Hello! Who are you and where are your hiking roots?
My name is Stephen Kiser and I was born and raised in Kannapolis, North Carolina. I did not have a lot of outdoor experiences as a kid since I was pushed pretty heavily into sports that was pretty much all I knew until after I was 19-20 years old.
I never felt called to nature or was your typical outdoors person, if anything I was the opposite. Give me the A/C, clean clothes, nice restaurants and the city life.
That was until June 2019 when I realized how miserable I was and just had to get away from everything I knew. At that time, I was being called into nature. I came up with the idea to drive all around America hiking and camping around the most popular national parks and landmarks.
Up until that point I had ZERO camping experience and would practice setting up my tent in my living room before leaving on this journey. The first time I ever used a backpacking stove was in Badlands National Park in a free boondocking sight 20 minutes outside of the park. That was also the first time I had slept outside in a tent and many other things. I guess you could say my inspiration came from desperation.
The thing I love most about the outdoors is how quiet it is. You are able to go inside yourself and hear the negative self talk that you were unaware of in your day to day life. You can hear and feel everything and it allows healing and reflection that I personally don’t think is possible anywhere else.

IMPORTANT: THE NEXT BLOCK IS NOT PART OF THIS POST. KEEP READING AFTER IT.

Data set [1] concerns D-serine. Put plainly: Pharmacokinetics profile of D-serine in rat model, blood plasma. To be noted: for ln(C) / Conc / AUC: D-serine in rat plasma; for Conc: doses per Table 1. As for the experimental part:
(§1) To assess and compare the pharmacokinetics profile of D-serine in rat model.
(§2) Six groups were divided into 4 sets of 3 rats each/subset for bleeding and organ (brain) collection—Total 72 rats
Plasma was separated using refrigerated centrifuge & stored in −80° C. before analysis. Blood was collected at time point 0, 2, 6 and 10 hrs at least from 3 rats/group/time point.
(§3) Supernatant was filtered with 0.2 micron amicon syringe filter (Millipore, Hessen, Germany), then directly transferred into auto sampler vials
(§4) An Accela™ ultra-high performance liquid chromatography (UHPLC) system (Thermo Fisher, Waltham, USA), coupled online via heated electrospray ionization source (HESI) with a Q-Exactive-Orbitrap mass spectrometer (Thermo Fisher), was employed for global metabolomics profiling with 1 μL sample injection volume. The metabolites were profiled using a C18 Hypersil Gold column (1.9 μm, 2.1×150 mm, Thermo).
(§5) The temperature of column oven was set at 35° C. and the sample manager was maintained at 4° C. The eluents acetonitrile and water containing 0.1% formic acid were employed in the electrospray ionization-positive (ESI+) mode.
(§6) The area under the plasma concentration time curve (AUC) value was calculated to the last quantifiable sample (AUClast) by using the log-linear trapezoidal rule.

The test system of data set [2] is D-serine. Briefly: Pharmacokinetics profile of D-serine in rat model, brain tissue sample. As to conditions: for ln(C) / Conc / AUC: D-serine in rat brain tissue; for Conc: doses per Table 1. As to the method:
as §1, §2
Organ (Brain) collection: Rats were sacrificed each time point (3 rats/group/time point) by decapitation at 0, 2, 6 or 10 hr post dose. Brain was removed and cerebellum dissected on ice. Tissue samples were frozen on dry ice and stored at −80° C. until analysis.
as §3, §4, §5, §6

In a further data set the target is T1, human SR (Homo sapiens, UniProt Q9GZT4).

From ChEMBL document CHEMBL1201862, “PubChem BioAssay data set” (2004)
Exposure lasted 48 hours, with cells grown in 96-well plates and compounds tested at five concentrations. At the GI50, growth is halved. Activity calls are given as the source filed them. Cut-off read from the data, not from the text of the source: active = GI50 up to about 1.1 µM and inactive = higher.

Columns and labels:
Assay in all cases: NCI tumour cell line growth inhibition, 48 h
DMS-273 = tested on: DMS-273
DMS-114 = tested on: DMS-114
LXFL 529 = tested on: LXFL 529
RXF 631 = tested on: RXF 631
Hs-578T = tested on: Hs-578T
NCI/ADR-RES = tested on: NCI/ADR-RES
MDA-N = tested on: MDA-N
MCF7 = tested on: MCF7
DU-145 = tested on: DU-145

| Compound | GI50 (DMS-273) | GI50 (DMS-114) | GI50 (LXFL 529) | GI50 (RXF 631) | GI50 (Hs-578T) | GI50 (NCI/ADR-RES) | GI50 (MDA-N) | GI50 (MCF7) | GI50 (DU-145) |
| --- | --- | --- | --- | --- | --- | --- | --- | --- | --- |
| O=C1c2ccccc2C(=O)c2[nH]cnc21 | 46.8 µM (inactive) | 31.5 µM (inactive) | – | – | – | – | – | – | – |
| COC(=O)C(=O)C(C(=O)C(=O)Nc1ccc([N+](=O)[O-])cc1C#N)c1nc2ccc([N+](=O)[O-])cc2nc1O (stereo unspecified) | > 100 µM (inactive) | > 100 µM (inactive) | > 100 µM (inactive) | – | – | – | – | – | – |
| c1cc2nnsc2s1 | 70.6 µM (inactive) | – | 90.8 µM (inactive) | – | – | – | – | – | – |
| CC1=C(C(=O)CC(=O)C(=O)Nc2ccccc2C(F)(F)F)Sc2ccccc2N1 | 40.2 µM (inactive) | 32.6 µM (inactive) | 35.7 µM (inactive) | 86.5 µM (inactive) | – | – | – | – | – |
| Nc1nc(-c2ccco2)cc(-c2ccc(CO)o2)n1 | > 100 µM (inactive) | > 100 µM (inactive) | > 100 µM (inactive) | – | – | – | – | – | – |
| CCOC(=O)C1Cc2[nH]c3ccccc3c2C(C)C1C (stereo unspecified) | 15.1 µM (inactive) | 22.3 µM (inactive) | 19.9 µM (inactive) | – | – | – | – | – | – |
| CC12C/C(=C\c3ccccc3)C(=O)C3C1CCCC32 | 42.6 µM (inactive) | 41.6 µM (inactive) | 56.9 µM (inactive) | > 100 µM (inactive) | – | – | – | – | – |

At the moment being outdoors, hiking, taking photos of epic landscapes and all of that is my full time work. I was blessed in real estate over the past 5 years to be able to put 100% of my efforts into building an outdoor/travel brand that allows me to do this as a career.
I like traveling with my girlfriend most of the time. Her schedule doesn’t allow her to travel as much as me but anytime we can make it work we do. People often ask where my favorite place to hike, travel, etc... is and it is a tough question because every place I have been is so unique and beautiful in its own way.
All I saw was around 5,000 ft elevation gain, 8 miles one way and figured it wouldn’t be that bad.
If I had to pick one I would say Yosemite though. That place is magical and I hope to conquer the JMT next year and PCT a year or so after that.
I became me after living 99% of my life trying to be other people. It wasn’t until June 2019 that I finally became so miserable and disgusted with myself that other peoples opinions on who I was supposed to be no longer mattered.